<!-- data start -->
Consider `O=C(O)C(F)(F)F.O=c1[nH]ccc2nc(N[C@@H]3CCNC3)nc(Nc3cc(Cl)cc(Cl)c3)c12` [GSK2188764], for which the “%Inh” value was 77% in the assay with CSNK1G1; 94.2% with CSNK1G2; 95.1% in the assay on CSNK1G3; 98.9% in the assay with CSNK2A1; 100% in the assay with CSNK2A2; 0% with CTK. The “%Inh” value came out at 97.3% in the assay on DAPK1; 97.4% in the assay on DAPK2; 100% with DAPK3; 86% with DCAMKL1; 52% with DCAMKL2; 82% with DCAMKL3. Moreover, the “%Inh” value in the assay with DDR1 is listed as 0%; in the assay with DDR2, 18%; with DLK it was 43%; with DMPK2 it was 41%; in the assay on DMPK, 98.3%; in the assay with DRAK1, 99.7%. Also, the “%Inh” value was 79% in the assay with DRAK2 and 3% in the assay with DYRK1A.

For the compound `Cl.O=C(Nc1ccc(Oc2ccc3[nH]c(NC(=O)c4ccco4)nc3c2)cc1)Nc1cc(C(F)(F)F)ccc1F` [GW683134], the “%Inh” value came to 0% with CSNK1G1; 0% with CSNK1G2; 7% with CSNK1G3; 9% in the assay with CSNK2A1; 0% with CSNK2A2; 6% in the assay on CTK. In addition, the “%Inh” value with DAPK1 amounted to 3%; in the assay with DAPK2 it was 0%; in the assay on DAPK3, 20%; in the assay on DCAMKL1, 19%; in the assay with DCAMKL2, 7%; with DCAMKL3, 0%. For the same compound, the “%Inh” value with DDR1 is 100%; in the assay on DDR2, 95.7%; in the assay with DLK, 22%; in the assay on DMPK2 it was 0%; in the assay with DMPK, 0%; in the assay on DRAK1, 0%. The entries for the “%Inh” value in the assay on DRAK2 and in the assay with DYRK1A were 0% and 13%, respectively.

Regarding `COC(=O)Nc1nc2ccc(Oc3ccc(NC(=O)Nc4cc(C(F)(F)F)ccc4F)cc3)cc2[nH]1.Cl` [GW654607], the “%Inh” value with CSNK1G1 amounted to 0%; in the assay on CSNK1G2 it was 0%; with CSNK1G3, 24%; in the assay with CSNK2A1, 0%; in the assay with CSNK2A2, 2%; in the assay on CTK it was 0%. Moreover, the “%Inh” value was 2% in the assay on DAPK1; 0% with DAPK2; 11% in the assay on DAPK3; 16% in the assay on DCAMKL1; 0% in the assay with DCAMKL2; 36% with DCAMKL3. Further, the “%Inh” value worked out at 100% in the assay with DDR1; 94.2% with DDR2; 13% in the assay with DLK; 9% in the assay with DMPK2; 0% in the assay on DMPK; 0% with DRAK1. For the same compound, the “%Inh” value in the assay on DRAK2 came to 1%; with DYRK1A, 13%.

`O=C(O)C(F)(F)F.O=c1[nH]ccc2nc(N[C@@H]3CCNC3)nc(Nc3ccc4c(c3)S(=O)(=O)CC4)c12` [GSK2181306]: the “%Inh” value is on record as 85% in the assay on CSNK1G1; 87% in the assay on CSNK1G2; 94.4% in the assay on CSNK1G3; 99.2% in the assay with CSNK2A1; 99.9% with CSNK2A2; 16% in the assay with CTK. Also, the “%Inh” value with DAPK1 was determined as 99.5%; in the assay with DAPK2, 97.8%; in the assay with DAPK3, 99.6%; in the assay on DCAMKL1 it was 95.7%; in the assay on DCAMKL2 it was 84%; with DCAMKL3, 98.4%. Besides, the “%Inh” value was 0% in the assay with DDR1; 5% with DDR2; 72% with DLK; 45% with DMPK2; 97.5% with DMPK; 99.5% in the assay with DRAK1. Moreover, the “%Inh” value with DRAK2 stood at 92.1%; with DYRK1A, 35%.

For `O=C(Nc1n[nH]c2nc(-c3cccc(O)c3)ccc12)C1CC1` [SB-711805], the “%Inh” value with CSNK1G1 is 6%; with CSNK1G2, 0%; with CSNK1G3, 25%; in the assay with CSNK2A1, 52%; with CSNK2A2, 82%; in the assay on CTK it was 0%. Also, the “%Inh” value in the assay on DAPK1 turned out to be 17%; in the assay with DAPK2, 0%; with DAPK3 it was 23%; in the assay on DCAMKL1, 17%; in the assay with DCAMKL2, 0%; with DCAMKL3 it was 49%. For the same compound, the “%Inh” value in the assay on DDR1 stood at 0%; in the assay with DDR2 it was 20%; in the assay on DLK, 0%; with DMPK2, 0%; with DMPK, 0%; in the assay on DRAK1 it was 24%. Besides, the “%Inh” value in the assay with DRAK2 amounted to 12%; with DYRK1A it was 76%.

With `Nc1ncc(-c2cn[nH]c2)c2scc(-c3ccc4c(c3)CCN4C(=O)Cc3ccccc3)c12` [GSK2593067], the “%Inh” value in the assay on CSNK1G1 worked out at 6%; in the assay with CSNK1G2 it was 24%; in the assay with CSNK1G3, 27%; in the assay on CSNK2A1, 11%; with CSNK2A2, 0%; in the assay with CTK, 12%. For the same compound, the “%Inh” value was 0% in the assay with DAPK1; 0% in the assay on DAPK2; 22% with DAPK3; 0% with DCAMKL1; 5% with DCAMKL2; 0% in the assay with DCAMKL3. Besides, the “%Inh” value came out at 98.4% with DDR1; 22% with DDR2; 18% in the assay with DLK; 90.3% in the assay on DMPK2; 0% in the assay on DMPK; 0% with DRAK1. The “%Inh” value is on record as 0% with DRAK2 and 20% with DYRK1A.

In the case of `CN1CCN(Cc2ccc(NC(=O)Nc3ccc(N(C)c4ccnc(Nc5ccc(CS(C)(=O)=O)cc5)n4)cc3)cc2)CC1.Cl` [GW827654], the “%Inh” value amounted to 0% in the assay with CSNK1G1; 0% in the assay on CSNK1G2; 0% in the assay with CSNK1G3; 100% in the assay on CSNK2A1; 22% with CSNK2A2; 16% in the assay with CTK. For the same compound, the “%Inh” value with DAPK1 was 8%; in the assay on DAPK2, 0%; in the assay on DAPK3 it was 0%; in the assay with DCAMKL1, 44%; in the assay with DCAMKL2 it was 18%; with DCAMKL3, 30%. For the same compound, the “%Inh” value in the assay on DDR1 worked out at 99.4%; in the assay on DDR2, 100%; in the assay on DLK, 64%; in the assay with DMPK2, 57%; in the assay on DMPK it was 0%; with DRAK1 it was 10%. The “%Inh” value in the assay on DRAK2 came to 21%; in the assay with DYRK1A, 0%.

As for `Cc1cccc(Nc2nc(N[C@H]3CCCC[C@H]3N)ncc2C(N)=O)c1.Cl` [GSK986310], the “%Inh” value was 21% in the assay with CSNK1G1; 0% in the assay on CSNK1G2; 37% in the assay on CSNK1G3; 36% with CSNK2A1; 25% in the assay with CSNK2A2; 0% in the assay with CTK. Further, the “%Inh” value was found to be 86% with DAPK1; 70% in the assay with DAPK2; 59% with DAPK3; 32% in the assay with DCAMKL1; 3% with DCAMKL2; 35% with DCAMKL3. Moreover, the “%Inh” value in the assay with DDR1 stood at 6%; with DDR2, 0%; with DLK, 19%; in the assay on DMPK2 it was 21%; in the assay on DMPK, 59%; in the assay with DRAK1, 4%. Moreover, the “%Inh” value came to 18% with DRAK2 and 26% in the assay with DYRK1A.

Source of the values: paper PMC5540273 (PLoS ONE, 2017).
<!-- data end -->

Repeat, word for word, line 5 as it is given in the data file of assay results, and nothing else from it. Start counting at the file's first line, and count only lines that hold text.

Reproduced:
For `O=C(Nc1n[nH]c2nc(-c3cccc(O)c3)ccc12)C1CC1` [SB-711805], the “%Inh” value with CSNK1G1 is 6%; with CSNK1G2, 0%; with CSNK1G3, 25%; in the assay with CSNK2A1, 52%; with CSNK2A2, 82%; in the assay on CTK it was 0%. Also, the “%Inh” value in the assay on DAPK1 turned out to be 17%; in the assay with DAPK2, 0%; with DAPK3 it was 23%; in the assay on DCAMKL1, 17%; in the assay with DCAMKL2, 0%; with DCAMKL3 it was 49%. For the same compound, the “%Inh” value in the assay on DDR1 stood at 0%; in the assay with DDR2 it was 20%; in the assay on DLK, 0%; with DMPK2, 0%; with DMPK, 0%; in the assay on DRAK1 it was 24%. Besides, the “%Inh” value in the assay with DRAK2 amounted to 12%; with DYRK1A it was 76%.